The one thing fans will immediately notice about Ozzy Osbourne's forthcoming LP Black Rain is that it's drenched in some of the heaviest riffage to grace one of the Prince of Darkness' solo outings — thanks, in large part, to Ozzy's longtime guitarist, the Jack Daniel's-chugging Zakk Wylde. According to Osbourne, there were times during the tracking of the album when he wondered whether the songs were too abrasive. But you see, Ozzy's got this personal rule about making music.
"If you're heavy, don't try to be f---ing light," he explained.
Wise words from a man whose stamp on the world of heavy metal will never be challenged. Ozzy said his friends who had heard the new material assured him that heavier was better and that it was the direction he needed to go in.
But don't think for a second that Ozzy is merely trying to keep pace with the younger metal acts that play his namesake festival each summer. (This year's Ozzfest will be free to the public and kicks off July 12 in Seattle; see "Osbournes Hype 'Groundbreaking' Ozzfest: 'Why Not Go To A Show For Free?' ").
"The bottom line is, these younger bands, there's no structure to the songs," Ozzy said. "They just play angry, which is fine. But there are so many people who come from my era, who try to sound like one of these young bands, and the press just tears 'em a new butt."
And to think that Osbourne nearly ditched Wylde a couple of years back, announcing on his Web site that he'd be hosting auditions for a new guitarist to work with him on what eventually became Black Rain.
"I don't know how the guy does it," Ozzy marveled. "He does Black Label Society, and he's never off the road. He had just come home for a week, and he came into the studio, and we worked on some stuff together. I'm just blessed to have him. I was going to get a new guitar player a few years back, but there's no one better. I defy anybody to say they're better than him. He's got a style of his own."
Black Rain, Ozzy's first new studio album of original material in almost six years, will hit stores May 22. The disc follows 2001's Down to Earth and was recorded in Los Angeles in Osbourne's home studio along with Wylde, bassist Blasko, drummer Mike Bordin and co-producer Kevin Churko, who worked on Ozzy's 2005 covers album, Under Cover. The set will feature 10 tracks, including the first single, "I Don't Wanna Stop," "Civilize the Universe" and "Lay Your World on Me," a touching ballad he penned in part for his wife Sharon after her much-publicized bout with colon cancer (see "Sharon Osbourne Declared Cancer-Free; Bat-Biting Biopic Discussed").
"I always like to do a good ballad on an album, to take the steam out of it, and then you come right back with another heavy one," Ozzy explained, pointing out — as he has — that Black Rain is the first album he's finished without using drugs or alcohol.
"I thought I couldn't do it," he explained. "I made the decision that, if I thought I couldn't do it [without] getting f---ed up, I wouldn't do an album. If that was what it was about for me, to make a record, I don't want to go there any more. I don't want it in my life. I don't smoke. I don't drink. I don't do drugs anymore. It takes a lot of getting used to, but it was definitely a different experience for me."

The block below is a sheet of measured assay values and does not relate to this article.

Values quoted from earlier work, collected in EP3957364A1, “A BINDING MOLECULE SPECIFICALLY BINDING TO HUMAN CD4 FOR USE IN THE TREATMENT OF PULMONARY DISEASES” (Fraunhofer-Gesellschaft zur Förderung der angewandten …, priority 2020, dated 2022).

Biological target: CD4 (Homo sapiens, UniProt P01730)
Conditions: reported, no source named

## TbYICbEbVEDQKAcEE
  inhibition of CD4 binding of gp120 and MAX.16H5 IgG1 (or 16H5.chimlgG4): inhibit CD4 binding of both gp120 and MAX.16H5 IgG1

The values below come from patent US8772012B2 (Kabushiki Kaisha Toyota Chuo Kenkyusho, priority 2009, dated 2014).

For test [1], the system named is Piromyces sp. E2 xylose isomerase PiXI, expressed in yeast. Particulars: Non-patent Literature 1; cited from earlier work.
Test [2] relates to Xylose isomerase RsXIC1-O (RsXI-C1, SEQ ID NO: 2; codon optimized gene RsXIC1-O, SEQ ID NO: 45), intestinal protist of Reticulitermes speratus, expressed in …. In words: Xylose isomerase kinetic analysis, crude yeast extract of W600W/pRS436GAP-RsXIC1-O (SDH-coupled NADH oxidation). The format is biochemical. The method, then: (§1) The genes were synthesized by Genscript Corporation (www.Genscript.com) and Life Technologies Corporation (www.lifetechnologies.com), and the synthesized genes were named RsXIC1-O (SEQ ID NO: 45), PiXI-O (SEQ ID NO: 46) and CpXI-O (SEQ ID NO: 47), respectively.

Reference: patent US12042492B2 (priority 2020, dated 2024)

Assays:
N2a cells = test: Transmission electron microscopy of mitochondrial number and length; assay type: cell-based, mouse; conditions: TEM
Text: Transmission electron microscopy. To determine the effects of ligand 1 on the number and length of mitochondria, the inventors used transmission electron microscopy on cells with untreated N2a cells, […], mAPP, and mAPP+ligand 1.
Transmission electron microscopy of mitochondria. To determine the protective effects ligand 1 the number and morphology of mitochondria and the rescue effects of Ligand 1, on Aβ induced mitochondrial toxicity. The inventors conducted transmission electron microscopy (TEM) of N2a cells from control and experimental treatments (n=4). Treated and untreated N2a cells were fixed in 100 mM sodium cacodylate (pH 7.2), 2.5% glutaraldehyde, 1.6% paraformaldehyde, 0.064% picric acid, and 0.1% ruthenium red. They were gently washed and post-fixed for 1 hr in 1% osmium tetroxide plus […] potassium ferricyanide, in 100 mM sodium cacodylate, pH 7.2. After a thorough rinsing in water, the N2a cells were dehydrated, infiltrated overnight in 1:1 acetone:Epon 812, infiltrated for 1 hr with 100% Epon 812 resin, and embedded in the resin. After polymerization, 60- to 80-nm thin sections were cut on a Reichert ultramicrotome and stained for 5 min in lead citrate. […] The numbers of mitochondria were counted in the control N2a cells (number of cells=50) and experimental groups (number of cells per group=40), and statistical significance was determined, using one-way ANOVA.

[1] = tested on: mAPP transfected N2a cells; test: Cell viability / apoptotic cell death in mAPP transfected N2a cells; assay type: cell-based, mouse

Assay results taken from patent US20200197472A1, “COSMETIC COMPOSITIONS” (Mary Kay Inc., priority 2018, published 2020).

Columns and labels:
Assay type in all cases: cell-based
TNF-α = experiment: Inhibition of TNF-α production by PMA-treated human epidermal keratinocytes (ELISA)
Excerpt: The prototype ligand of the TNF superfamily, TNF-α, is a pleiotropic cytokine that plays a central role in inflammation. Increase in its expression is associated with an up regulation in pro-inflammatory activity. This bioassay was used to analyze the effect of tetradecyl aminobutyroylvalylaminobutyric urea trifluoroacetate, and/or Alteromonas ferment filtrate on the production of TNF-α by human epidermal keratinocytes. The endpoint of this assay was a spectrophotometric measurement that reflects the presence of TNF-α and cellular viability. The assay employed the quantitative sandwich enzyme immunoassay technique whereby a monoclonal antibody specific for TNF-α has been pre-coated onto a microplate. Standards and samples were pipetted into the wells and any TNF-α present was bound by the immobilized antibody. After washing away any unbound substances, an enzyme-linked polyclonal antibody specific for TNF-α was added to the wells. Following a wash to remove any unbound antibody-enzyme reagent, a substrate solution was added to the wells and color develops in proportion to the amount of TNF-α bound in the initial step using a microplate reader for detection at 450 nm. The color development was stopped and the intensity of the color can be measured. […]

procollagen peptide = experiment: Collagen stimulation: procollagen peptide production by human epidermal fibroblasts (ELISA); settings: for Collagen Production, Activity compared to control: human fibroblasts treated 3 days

This summer, Osbourne said he'll be playing several songs from Black Rain but will of course dip into the archives to play some of his older solo material, as well as some Black Sabbath classics. But he can't take credit for this summer's gratis tickets.
"I'm the entertainer — my wife's the manager," he said. "I may be talking out of my ass, but what happened was, we always try to do a reasonable ticket. We have to alter it and ultimately put more on the ticket [as tour-related costs increase]. So last year, Sharon was getting pissed off at the bands who wanted more and more [money to play], so she goes, 'F--- this, I'm going to do it for nothing,' and bring it back down to earth. And people thought it would be a washout, that it wouldn't work.
"It's our way of saying, 'Eh, come along, have some fun,' " he continued. "The ticket prices don't ever go down. ... We're in hard times now. I'm just trying to bring a bit of fairness to the game, and Sharon is also, and keep people happy. If it wasn't for them — I'm [turning] 59 this year — I wouldn't be anywhere near where I am now. I wouldn't be living in these houses I have."
Before his headlining stint on this summer's free Ozzfest, Osbourne will play a series of international dates beginning May 27 in Moscow. He is also one of the subjects of VH1's "Rock Honors," to be taped May 12 in Las Vegas for a May 24 airing.
As for the reunion of Black Sabbath's 1980s lineup — guitarist Tony Iommi, bassist Geezer Butler, singer Ronnie James Dio and drummer Vinny Appice — which will be touring this year under the moniker Heaven and Hell, Ozzy wishes them all the best but maintains the only true Black Sabbath is the band he fronts. And while he's not sure what Heaven and Hell's future plans might be, his next order of business, so long as the rest of the guys are still up for it, is to record with Sabbath once again.
"I'm still on for an album and a tour with them, but we have no [new material written]," he said. "It would be so easy for us to get in and out of a studio and make an album. But if it's not up to the par of when I left, why do it? It will destroy the f---ing legacy of Black Sabbath, and the legend of Black Sabbath. I haven't dropped the idea, because Tony and I are talking alright about it. I haven't abandoned the idea — like, 'If my album does well, f--- Black Sabbath.' It's what I want to do. We have repaired some of the damage between each other, and now, I'd like to do a really good f---ing Black Sabbath album."